Discuss how act 1 scene 5 is structured between love and hate. Discuss whether there is more love than hate and what Shakespeare's message might be.pick a quote where juliet talks about love and...

Discuss how act 1 scene 5 is structured between love and hate. Discuss whether there is more love than hate and what Shakespeare's message might be.

pick a quote where juliet talks about love and hate and death at the end of the scene and explain.

Expert Answers
mstultz72 eNotes educator| Certified Educator

The duality between love and hate is present in the Prologue when the Chorus says:

From forth the fatal loins of these two foes
A pair of star-cross'd lovers take their life;
Whole misadventured piteous overthrows
Do with their death bury their parents' strife.
The fearful passage of their death-mark'd love,
And the continuance of their parents' rage,
Which, but their children's end, nought could remove,
Is now the two hours' traffic of our stage;
The which if you with patient ears attend,
What here shall miss, our toil shall strive to mend

The dualities of "love" and "hate" run the course of Act I and can be found particularly in Romeo's monologues:

Alas, that love, whose view is muffled still,
Should, without eyes, see pathways to his will!
Where shall we dine? O me! What fray was here?
Yet tell me not, for I have heard it all.
Here's much to do with hate, but more with love.
Why, then, O brawling love! O loving hate!
O any thing, of nothing first create!
O heavy lightness! serious vanity!
Mis-shapen chaos of well-seeming forms!
Feather of lead, bright smoke, cold fire,
sick health!
Still-waking sleep, that is not what it is!
This love feel I, that feel no love in this.
Dost thou not laugh?

Notice the use of equivocation (paradoxial language) and oxymorons (opposing pairs): "heavy lightness," "cold fire," "sick health."  The same goes for "the love I feel, that feel no love in this."  His meditation on love, just after the "fray" between the families, reveals the dual nature of the "love-hate" theme in the play.

Later, in scene 5, even the servants begin using equivocal language:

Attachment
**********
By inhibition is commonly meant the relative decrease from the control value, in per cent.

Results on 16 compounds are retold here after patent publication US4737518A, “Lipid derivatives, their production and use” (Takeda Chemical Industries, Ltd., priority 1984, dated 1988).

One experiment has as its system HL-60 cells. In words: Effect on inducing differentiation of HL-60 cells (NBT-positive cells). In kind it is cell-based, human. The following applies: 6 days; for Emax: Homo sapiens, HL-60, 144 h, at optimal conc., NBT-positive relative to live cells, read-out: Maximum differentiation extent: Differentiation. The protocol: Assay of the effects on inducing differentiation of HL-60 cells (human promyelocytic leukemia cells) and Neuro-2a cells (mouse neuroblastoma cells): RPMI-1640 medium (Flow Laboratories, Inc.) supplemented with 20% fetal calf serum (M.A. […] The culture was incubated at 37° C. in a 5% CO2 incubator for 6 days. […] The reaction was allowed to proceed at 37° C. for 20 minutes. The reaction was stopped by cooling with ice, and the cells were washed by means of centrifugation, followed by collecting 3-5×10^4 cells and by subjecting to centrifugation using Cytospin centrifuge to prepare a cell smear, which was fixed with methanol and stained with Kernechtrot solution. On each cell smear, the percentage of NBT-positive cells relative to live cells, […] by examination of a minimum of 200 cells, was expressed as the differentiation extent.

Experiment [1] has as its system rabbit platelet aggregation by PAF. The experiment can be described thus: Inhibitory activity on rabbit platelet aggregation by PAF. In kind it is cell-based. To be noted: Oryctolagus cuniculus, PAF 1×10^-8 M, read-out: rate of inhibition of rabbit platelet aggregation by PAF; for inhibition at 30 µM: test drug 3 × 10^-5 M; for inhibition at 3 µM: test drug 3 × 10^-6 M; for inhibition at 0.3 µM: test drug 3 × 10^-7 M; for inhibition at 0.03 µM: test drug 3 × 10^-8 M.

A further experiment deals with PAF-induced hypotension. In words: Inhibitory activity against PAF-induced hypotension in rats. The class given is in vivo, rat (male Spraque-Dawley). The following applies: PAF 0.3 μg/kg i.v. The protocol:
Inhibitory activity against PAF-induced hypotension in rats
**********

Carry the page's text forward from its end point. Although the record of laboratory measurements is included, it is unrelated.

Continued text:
When good manners shall lie all in one or two men's
hands and they unwashed too, 'tis a foul thing.

Notice the duality here: "good" and "foul."  Also, hands are the main focus of imagery in the scene, as Romeo will later take and kiss Juliet's hand.  Here, the servant hates unwashed hands.

Later, Capulet uses more imagery to reveal the "light-dark" and "masking" themes that forshadow Tybalt's fiery hate when he discovers Romeo:

More light, you knaves; and turn the tables up,
And quench the fire, the room is grown too hot.
Ah, sirrah, this unlook'd-for sport comes well.
Nay, sit, nay, sit, good cousin Capulet;
For you and I are past our dancing days:
How long is't now since last yourself and I
Were in a mask?

Finally, the scene is capped off with a "rhyme" that she just learned when she danced:

My only love sprung from my only hate!
Too early seen unknown, and known too late!
Prodigious birth of love it is to me,
That I must love a loathed enemy.

This echoes what the Chorus said earlier.  The equivocal language of paradox and duality are again present, this time coupled with birth imagery "sprung," vision imagery "too early seen unknown," and time imagery "known too late."  This imagery threads together the play and foreshadows the tragedy to come. 

The play will end with the Prince again echoing the Chorus and Juliet when he says:

Their course of love, the tidings of her death:
And here he writes that he did buy a poison
Of a poor 'pothecary, and therewithal
Came to this vault to die, and lie with Juliet.
Where be these enemies? Capulet! Montague!
See, what a scourge is laid upon your hate,
That heaven finds means to kill your joys with love.

Read the study guide:
Romeo and Juliet

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